Reulbach and his wife Nellie had a son, whom Ed adored, and for whom Ed missed part of the season to be by his bedside when he was diagnosed with diphtheria. In July of 1913, with a 1 and 3 record and a 4.42 ERA, the Cubs decided to trade him to Brooklyn, for cash and a mediocre pitcher named Eddie Stack. In his first six days with his new team, Reulbach showed he could still pitch by allowing only two hits in 16 innings. In the second half, he posted a 7-6 record and 2.05 ERA, but the strongest signal he had returned to normal was his hit rate for every nine innings: 6.30 (77 hits in 110 innings). The second half of Reulbach earned him the starting job on Opening Day in 1914, when he defeated the eventual World Series Champions that year, the Boston Braves. He remained a member of the Dodgers until the end of the 1914 campaign.
Off the field, Reulbach was the secretary and one of the founding members of the Baseball Players’ Fraternity. One of his ideas was for Major League players to sign a pledge of total alcohol abstinence. His efforts to raise players’ salaries were more popular among his colleagues, but it may have cost him his job with Brooklyn. One day during the 1914 season, owner Charlie Ebbets offered the team captain, Jake Daubert, an increase of $ 500 for next year. An enthusiastic Daubert told Reulbach while the team was on its way to Chicago, but Ed advised Jake not to sign immediately, thinking that the Federal League would offer even more when the train arrived in Chicago. Daubert refused to sign until Ebbets increased its offer to $ 9,000 per year for five years, a huge increase of $ 5,000 per year.
Reulbach himself received a large contract from the federals, possibly as an incentive to induce other partners to sign, but Ed declined. He ended up signing with the feds anyway because Ebbets freed him after learning that he was a ringleader in the movement to raise wages, and (perhaps not coincidentally) no other National League team offered him a contract. With the Newark Peps of the Federal League, Reulbach had an outstanding last season in 1915, with a record of 21-10 and a 2.23 ERA. Reulbach also pitched and won the final game in the history of the Federal League, defeating the Baltimore Terrapins, 6-0, in the second game of a doubleheader on October 3. The Pittsburgh Pirates acquired the rights of the great right-hander in the dispersal draft of the Federal League, but sold it to the Boston Braves just before the start of the 1916 season. Reulbach pitched for the Braves during the next season and a half before finishing his career in baseball with the Providencia team of the International League in 1917. He finished with 182 games won and 2.28 ERA for life. He pitched 2632.1 innings and strikeout 1137.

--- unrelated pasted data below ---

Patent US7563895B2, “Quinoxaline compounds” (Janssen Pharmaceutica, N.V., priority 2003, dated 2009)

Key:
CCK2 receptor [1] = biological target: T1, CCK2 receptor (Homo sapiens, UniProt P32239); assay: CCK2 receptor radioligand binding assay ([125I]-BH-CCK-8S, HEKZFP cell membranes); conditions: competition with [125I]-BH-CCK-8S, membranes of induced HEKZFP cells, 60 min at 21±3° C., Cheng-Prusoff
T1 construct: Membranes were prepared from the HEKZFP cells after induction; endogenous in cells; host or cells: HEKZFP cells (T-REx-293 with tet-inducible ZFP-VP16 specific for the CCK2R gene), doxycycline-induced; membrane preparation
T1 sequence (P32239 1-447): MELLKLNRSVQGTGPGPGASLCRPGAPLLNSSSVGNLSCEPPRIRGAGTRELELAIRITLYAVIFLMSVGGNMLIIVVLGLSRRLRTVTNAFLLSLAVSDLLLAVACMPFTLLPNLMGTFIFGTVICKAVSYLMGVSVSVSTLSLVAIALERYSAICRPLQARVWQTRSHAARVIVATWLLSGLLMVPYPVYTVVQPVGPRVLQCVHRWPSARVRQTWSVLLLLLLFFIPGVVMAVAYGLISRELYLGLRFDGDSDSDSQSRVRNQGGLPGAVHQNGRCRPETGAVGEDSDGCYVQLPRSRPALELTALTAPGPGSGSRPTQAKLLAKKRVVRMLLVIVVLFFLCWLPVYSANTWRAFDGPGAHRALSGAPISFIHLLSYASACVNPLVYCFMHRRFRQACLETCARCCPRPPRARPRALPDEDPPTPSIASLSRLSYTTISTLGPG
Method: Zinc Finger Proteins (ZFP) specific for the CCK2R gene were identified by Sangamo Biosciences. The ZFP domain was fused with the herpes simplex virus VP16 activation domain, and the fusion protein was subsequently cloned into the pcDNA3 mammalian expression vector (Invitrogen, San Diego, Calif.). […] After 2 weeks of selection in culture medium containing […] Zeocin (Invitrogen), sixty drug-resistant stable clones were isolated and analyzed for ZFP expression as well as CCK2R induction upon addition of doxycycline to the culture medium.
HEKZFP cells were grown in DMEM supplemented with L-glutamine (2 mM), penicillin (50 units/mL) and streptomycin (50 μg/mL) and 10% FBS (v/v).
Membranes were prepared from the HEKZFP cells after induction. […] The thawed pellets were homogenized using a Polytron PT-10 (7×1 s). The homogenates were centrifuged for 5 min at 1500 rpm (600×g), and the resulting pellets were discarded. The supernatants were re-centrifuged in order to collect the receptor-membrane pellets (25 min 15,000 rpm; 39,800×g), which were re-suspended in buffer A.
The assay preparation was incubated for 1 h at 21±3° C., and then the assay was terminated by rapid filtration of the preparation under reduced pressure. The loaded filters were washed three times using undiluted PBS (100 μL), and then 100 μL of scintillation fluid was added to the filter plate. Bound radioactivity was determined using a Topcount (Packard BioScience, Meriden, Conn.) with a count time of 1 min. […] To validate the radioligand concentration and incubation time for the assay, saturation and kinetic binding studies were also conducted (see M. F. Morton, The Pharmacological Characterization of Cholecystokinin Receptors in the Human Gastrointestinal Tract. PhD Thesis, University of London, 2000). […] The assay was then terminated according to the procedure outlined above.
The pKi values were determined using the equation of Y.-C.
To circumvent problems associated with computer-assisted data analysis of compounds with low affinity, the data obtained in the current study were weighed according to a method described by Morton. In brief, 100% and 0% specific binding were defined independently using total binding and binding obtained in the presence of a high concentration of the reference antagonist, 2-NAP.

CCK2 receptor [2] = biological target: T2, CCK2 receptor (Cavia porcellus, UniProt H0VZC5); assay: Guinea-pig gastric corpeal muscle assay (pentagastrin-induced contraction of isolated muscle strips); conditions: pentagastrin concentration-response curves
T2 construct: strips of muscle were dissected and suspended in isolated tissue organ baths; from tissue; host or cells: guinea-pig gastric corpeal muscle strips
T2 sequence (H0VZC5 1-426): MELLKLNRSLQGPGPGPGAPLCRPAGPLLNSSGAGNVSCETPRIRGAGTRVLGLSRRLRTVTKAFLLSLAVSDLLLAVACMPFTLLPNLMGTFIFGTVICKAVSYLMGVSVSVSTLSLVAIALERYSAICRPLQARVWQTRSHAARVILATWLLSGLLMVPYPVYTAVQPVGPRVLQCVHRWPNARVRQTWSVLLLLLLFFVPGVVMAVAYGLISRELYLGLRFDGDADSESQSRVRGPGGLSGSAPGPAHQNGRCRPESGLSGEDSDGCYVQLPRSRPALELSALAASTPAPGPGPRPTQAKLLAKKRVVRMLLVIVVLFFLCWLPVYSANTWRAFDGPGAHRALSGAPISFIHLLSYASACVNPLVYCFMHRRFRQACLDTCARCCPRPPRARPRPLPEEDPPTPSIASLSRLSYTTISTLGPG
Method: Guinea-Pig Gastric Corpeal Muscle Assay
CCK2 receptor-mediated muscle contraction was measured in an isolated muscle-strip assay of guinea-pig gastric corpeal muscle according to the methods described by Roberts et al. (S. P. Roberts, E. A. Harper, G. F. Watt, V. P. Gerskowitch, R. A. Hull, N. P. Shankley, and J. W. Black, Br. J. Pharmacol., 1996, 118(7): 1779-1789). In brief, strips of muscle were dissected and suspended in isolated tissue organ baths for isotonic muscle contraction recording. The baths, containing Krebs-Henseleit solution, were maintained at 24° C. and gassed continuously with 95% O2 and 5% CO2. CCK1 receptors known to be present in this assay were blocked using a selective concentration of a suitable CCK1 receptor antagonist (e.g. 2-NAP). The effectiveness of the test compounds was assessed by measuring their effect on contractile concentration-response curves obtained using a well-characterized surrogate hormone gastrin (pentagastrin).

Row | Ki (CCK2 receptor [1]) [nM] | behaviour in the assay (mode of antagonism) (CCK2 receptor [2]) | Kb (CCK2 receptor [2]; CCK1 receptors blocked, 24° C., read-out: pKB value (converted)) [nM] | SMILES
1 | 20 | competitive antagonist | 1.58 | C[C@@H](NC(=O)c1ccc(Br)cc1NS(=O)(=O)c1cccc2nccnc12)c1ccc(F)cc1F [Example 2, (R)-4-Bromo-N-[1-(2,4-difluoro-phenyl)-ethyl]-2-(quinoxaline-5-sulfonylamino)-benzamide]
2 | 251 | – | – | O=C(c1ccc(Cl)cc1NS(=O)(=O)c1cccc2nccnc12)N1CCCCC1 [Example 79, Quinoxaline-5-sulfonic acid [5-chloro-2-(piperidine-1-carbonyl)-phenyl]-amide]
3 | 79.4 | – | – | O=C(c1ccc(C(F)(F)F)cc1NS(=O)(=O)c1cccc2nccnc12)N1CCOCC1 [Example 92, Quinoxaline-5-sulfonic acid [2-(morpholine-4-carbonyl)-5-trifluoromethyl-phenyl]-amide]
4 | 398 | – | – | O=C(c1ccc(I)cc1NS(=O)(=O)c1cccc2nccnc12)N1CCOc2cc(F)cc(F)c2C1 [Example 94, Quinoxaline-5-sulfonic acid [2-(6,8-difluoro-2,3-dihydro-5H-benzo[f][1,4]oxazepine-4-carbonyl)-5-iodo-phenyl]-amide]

One of the most dominant pitchers ever seen. The numbers don’t lie: In 1906 he allowed 5.33 hits for every nine innings thrown, which is still the third lowest ratio of all time. Reulbach also gave up fewer hits than innings pitched in each of his 13 seasons, a feat that never achieved any Hall of Fame pitcher (Christy Mathewson and Cy Young also did 13 times, but they threw 17 and 22 seasons, respectively) . Despite having incredible statistics, he never received a single vote for the Hall of Fame. In my opinion one of the great absentees in Cooperstown. Maybe one of the reasons was that he did not have good control but there was a reason. Reulbach confessed to Hugh Fullerton a secret that he had kept for two decades: he could not see well from his left eye, which not only interfered with his ability to throw strikes but also suffered from dizziness that made him go crazy. Many times the sweat and heat would affect the good eye and so he would have to guess where he could throw it. However Ed never told this to any of his teammates.
The years after retirement for Reulbach’s were not happy. He spent a fortune trying to save the life of his son, who ended up dying in 1931, and an article in the Chicago Tribune the following year referred to Ed at age 50 as a «sad and lonely man». Considered one of the most intelligent pitchers in baseball during his days as a player. Ed Reulbach died at 78 years of age, on July 17, 1961, in Glens Falls, New York.